One of the priorities for the fledgling forecasting firm was building up an historic database of weather data. It might not seem obvious, says Steve, but forecasters can only attempt to make accurate predictions about future weather if they know what's gone before. A forecast for tomorrow doesn't start with a blank sheet of paper but is part of a wider context of subtle relationships.
A well-developed database also comes into its own if, for example, a policyholder claims his modem was ruined by a lightning strike and wants his insurance company to pay out. The information bank will show if his town was affected by lightning on the date in question.
WeatherQuest managing director Jim Bacon has mentioned in the past that, in the company's experience, more than 30% of weather-related claims are not supported by meteorological evidence.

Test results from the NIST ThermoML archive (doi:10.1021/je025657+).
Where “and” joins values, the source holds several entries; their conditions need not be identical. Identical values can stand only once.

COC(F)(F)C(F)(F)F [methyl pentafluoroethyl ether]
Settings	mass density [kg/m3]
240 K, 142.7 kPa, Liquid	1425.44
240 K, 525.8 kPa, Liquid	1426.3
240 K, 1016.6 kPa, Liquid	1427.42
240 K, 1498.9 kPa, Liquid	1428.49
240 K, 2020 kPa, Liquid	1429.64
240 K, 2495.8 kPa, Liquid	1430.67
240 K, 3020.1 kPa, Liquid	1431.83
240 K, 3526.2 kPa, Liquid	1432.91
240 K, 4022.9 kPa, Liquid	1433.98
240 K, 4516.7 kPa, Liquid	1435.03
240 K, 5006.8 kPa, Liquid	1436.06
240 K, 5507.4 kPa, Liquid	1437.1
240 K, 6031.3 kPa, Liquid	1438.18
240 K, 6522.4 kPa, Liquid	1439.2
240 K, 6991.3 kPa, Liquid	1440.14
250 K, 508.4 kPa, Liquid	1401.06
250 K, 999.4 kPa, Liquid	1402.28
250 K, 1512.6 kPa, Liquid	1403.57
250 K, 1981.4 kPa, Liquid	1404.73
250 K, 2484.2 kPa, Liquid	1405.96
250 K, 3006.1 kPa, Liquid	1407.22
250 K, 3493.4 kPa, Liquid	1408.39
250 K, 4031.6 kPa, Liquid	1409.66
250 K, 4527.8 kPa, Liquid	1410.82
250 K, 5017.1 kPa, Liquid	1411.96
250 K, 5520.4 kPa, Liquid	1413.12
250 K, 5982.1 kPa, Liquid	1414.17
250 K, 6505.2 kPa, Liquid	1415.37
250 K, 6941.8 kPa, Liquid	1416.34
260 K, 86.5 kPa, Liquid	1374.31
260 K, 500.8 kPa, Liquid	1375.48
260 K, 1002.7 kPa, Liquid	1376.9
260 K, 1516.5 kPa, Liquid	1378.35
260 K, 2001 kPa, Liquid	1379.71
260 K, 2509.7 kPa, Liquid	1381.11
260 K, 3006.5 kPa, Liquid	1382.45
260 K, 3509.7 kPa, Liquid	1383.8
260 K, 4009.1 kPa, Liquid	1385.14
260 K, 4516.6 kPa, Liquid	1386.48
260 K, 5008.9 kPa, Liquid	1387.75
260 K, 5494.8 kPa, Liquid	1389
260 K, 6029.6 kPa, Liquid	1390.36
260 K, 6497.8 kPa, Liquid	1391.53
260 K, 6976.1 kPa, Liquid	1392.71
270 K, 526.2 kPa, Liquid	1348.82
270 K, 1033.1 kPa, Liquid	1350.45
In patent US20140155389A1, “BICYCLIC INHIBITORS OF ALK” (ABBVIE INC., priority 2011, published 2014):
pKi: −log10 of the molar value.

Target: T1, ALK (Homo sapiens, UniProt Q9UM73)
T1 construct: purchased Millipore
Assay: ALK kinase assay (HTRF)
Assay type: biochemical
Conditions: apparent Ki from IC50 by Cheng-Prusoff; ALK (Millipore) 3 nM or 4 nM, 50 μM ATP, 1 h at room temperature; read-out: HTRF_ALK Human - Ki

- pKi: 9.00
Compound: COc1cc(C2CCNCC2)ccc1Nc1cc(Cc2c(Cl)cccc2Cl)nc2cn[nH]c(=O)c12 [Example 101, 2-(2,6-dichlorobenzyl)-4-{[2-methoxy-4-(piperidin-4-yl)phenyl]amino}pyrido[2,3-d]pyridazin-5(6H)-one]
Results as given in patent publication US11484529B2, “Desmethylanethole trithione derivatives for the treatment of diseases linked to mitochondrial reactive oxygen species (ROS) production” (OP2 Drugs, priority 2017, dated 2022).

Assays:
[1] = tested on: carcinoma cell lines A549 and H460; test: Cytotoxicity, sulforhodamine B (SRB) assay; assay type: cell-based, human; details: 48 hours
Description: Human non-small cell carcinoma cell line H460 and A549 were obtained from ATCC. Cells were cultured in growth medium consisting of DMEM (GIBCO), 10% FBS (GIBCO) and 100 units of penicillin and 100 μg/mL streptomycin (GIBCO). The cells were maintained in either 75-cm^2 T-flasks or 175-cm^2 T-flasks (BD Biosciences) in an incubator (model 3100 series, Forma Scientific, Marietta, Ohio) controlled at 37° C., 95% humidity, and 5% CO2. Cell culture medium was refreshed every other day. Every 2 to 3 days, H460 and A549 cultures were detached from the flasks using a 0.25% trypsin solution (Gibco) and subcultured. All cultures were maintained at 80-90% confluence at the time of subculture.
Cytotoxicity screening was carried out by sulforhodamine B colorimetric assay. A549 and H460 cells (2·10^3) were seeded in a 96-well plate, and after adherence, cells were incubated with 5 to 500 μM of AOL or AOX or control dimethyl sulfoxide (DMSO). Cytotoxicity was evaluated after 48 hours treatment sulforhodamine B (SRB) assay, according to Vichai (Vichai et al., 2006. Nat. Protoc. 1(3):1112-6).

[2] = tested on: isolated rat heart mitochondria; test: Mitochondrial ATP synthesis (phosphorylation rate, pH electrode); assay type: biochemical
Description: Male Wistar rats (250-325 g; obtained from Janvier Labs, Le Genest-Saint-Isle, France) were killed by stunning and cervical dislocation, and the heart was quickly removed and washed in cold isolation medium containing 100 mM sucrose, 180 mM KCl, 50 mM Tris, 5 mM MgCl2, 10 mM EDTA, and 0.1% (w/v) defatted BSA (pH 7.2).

Today Jim is off with BBC East, filling in for weather presenter Julie Reinger. At other times, WeatherQuest supplies forecasts to the Beeb's regional base in Norwich.
In between his myriad radio broadcasts, Phil Garner is working on forecasts for the Irish TV station TG4 - the impressive graphics displayed on his two computer screens. Alongside him, assistant forecasters Chris Bell and John Law beaver away on data for other clients.
Weather seems to have figured large in their lives, on both a personal and professional basis. Chris, who hails from Texas, lists storm-chasing among his hobbies. Unfortunately, his parents' home, about 20 miles inland from the Texas coast, was badly damaged by Hurricane Rita last autumn. Because of Chris's working relationship with BBC local radio stations, his mum did a couple of interviews for British listeners.
John, who graduated from UEA in meteorology and oceanography, joined WeatherQuest on August 10, 2003 - our hottest of hot days - only to find his train enjoying a lengthy and unscheduled stop on the edge of Norwich, with the air-conditioning not working . . .
The company has 10 employees, covering a period from 4am to 7pm. Most live locally, but two dwell in Yorkshire and another in the south of France. Modern technology makes location less of an obstacle these days.